During one massage, Luis testified, Castañeda placed a towel over his lap and reached under the cloth — abruptly yanking hard on his penis. Luis said he abruptly doubled over in pain and tried to grab at Castañeda, but couldn’t.

He told Castañeda not to touch him there.

When Luis left the office, he said, his boxers were stained with blood. Luis said he felt that Castañeda manipulated him and other parishioners who were “anxious to be OK in our lives.”

Luis had struggled with meth addiction and hoped he could earn back his family’s trust by staying involved with the church and going to Father Antonio Castañeda’s office for prayer massages. Luis said the priest told him that because he had been with so many women, he was cursed. To figure out how he needed to be healed, he said the priest told him he needed to see his semen. (Beth LaBerge/KQED)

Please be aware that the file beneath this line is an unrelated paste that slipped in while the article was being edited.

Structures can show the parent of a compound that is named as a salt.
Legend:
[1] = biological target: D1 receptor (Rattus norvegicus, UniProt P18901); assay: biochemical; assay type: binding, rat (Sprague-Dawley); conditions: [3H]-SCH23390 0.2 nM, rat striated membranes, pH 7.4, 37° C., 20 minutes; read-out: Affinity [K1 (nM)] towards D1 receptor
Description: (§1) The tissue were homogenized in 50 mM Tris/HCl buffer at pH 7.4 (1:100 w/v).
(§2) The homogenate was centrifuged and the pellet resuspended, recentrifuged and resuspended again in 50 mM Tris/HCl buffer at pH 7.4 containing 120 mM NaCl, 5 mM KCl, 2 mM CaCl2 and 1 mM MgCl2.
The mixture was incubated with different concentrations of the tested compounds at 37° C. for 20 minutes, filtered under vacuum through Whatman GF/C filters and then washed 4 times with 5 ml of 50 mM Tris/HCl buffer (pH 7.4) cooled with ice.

Luis would later testify the sessions with Castañeda took place over the course of several years, beginning in approximately 2014.

“I had this gut feeling that I’m bad and I’m falling into the same things again. And I didn’t want that. I wanted to be OK,” Luis said. “So I went back again to his sessions.”

But being off drugs had given Luis a sense of clarity, too.

“I started realizing that, well, this wasn’t OK,” he said. “I had no idea how many people were going through the same thing as me.”

Defrocked Again

After parishioners of Our Lady of Guadalupe told Bishop Menees about Castañeda's healing ministry in fall 2017, he said he confronted the priest about the allegations.

“His immediate response was to say, ‘Yes, I learned this healing ministry in India,’” Menees said in a June 2019 interview before he declined to comment further. “And I just said, ‘No, you didn’t.’”